Matt Leur
FILE PHOTO: U.S. Republican presidential candidate Donald Trump speaks with host Matt Lauer

“Take no part in the unfruitful works of darkness, but instead expose them.” Ephesians 5:11


Definitely 2017 will go down in history as the year multiple women made multiple allegations of misconduct by multiple men, with multiple reactions, among them these men losing their decades-long careers. The men in high-profiled positions in the media, entertainment and political platforms, that threatens to remap the optics in corporate America. After decades of facing sexual harassment, rape and misconduct by men in the workplace, women are speaking out. Employers are caused to draw the line in defense of the women.


Megyn Kelly
Roger Ailes, chairman and CEO of Fox News and Fox Television Stations, attends a panel discussion at the Television Critics Association summer press tour in Pasadena, California July 24, 2006. REUTERS/Fred Prouser (UNITED STATES) – RTR1FSQ6

In July 2016, Fox News co-founder and CEO Roger Ailes was forced to step down as the CEO of the network after former anchor Gretchen Carlson filed a sexual harassment lawsuit against him. Soon after, six other female employees followed with details of similar claims including by another anchor Megyn Kelly who detailed alleged assaults by Ailes.’ Fox fired its founder and CEO; he died 10 months later in May 2017.


Sandwiched in between this and other sagas that have engulfed the American social horizon, is a list of 15 women who accused then US presidential candidate Donald Trump of sexual impropriety. Notwithstanding the women’s harrowing testimony of abuse, Donald Trump emerged winner in the elections, and is serving as President of the most powerful country in the world.

Then steps Harvey Weinstein, who in October 2017, accusations by over 80 women of sexual misconduct, has started a massive #MeToo where by women who have suffered in silence, many of them paid off to keep quiet, forced out of jobs or continue to live with the abuse for the sake of career growth or simply to keep their jobs.


The Weinstein bombshell, broken by The New York Times and The New Yorker detailed the allegations of decades-long sexual harassment and assault by Hollywood’s icon film producer Harvey Weinstein instantly destroyed the movie mogul’s brand.


Since the two media outlets broke the news, eighty-three women have buoyed out of the deep ravine and accused Weinstein of inappropriate to criminal behavior that ranged from requests for massages to intimidating sexual advances to rape.


While Weinstein denied the allegations, he lost the job from the company he founded. The Weinstein saga, opened up the proverbial can of worms, as an avalanche of accusations have been surfacing; and there seems no end in sight, no sector left unscathed.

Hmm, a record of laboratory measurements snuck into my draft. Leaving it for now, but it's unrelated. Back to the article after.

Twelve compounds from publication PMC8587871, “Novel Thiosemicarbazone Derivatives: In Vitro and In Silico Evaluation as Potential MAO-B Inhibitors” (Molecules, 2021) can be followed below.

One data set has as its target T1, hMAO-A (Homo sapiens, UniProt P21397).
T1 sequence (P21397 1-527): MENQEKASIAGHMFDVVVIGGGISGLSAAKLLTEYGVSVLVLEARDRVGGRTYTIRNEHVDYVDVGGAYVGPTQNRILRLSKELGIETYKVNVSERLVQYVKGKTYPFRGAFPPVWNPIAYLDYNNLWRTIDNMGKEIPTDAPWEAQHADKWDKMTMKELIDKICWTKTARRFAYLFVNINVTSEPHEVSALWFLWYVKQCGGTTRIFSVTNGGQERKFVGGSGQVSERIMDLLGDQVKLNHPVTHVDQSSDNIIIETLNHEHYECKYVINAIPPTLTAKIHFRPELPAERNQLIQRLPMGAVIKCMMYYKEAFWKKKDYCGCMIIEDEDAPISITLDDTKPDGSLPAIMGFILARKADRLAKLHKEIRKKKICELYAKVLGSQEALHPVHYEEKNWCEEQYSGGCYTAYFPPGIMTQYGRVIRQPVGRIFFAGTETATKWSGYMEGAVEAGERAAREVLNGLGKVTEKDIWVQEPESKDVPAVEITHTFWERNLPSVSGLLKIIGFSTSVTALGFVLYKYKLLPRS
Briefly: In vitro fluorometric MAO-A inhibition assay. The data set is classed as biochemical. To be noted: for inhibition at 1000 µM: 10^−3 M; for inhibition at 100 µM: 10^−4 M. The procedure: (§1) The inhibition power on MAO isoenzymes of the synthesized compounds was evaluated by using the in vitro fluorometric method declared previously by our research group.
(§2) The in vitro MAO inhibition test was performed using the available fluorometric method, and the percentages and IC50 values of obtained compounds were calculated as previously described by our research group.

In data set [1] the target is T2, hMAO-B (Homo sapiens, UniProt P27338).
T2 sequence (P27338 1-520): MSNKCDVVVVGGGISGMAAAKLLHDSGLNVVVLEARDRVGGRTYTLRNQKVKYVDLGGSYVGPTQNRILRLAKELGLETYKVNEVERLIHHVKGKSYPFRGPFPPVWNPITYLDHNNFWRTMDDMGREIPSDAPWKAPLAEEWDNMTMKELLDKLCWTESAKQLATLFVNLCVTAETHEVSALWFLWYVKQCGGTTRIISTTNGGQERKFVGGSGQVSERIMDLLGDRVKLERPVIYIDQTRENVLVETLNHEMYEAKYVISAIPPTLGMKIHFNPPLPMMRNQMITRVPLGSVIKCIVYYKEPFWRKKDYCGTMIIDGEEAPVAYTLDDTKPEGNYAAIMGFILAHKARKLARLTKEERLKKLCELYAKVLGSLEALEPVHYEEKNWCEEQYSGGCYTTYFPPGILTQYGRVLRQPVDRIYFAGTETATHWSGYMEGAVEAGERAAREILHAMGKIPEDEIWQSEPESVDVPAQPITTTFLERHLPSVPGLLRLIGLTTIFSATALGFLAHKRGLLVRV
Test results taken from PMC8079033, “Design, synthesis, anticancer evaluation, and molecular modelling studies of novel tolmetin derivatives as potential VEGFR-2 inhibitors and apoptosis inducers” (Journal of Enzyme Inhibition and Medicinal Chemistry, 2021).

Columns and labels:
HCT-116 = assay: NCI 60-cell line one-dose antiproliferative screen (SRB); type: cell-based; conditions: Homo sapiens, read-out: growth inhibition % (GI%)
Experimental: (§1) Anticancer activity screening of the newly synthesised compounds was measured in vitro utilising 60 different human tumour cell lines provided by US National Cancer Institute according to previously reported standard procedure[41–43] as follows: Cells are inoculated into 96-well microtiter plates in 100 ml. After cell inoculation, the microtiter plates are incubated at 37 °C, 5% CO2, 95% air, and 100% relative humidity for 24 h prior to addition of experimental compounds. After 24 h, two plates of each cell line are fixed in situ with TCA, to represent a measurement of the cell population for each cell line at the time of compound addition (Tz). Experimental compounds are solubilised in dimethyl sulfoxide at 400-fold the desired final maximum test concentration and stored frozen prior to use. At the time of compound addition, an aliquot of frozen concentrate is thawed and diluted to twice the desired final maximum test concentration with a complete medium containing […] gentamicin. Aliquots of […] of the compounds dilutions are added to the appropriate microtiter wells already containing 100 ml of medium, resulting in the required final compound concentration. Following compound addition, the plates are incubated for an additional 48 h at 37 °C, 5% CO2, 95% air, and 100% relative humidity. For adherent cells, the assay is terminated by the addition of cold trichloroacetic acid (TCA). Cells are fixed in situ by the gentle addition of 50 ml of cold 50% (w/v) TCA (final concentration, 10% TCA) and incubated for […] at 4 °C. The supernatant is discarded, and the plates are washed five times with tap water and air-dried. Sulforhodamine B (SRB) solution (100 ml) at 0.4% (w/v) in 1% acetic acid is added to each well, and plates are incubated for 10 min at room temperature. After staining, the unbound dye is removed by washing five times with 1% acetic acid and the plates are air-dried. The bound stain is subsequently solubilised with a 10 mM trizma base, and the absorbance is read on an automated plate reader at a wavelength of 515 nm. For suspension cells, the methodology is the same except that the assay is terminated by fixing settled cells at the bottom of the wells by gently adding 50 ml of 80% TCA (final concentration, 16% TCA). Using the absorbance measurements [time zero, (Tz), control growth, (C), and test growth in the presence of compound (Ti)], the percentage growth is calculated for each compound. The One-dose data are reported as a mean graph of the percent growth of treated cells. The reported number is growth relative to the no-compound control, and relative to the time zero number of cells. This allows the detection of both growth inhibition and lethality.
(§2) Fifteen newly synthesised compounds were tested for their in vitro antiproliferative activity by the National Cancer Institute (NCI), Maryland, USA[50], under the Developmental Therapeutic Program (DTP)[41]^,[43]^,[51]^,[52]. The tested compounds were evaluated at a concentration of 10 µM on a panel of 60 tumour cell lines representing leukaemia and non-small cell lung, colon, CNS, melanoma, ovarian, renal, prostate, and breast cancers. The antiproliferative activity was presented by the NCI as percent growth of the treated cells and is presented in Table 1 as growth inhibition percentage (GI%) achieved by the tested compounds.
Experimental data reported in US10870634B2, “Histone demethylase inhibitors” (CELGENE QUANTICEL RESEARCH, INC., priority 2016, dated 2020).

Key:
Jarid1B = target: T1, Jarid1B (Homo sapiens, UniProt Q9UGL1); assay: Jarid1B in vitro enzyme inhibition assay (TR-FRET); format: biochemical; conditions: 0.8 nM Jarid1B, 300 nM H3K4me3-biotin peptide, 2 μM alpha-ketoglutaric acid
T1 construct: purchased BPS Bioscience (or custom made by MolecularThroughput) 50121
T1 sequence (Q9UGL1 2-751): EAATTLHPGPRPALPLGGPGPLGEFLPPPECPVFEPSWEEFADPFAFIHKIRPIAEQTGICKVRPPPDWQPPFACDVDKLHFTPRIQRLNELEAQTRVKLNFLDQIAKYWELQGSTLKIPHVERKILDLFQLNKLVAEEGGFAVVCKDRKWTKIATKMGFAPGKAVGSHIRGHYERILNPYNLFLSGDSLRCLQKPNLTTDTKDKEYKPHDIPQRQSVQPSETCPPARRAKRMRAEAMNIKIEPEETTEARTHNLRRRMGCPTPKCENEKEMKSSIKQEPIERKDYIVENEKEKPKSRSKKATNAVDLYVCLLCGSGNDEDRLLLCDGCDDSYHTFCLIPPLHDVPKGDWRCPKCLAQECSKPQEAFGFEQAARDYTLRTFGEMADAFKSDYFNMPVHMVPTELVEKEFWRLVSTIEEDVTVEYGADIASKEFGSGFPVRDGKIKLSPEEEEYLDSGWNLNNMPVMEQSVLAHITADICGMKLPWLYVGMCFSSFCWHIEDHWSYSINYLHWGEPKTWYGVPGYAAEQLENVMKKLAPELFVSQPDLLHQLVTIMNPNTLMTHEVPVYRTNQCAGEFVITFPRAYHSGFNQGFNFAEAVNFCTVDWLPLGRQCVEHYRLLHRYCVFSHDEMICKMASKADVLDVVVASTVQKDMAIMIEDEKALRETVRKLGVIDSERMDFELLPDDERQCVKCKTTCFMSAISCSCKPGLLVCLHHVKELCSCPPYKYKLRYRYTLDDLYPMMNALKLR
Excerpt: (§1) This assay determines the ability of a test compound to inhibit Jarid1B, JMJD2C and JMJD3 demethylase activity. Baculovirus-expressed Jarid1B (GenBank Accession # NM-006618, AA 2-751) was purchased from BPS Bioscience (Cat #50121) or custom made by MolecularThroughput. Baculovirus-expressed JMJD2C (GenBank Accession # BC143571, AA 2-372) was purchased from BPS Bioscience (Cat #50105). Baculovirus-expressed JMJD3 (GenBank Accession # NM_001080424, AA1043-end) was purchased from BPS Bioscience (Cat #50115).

Among those named are CBS news host icon, Charlie Rose, movie star Kevin Spacey and others. On the morning that Minnesota Public Radio icon Garrison Keillor was accused of inappropriate behavior broke, a major news that covered all the airwaves of the accusation of NBC’s the Today Show host Matt Lauer. The accusation briefly investigated led to the NBC firing its leading morning news anchor, who joined the show in 1997. In the 20 year Lauer has been the dominant conversation partner and the constant on NBC’s cash cow news and broadcast the Today Show.

On the political platform, joining Trump, accusations are on three prominent politicians: Republican (and senate candidate) Roy Moore, Democratic Party long-time serving Congressman John Conyers and Senator Al Franken. Others on the list are octogenarian former President George H. Bush.


thom chiumia
thom chiumia

In Malawi although the dialogue is mainly on violence against women, with little debate on sexual harassment and impropriety in the workplace, this week the nation woke up to a rude awakening with news report of renown Nyasatimes managing editor Thom Chiumia in custody following an incident in which he is accused of over the weekend, sexually assaulting his 17-year old babysitter. If convicted, the charge carries a 5-8 years jail term.


Asked why women are subjected to such abuse and the abuse permeating all sectors, NBC’s Stephanie Ruhle responded to all in with Chris Hayes Show that “if there was more diversity, you wouldn’t have this (sexual impropriety). This happens when there’s a power paradigm.”


This appears to be the case in the political sector: while in the media and entertainment world the accused are being disciplined with either dismissals, incarcerations, in the political world the inappropriate sexual behavior is being normalized by peers who fail to censor or discipline each other. This is creating a bad picture and hypocrisy writ large.


“It is time to stop, prevent and punish perpetrators of sexual misconduct in all its forms,” MSNBC talk show host Christ Hayes said on Tuesday.


Women cannot be truly free or equal if in the work place they are sexual commodities and in which they are unwilling participants to such branding. Women must be respected as equal partners in the workplace.


Stop sexual harassment, stop sexual misconduct, and stop rape!

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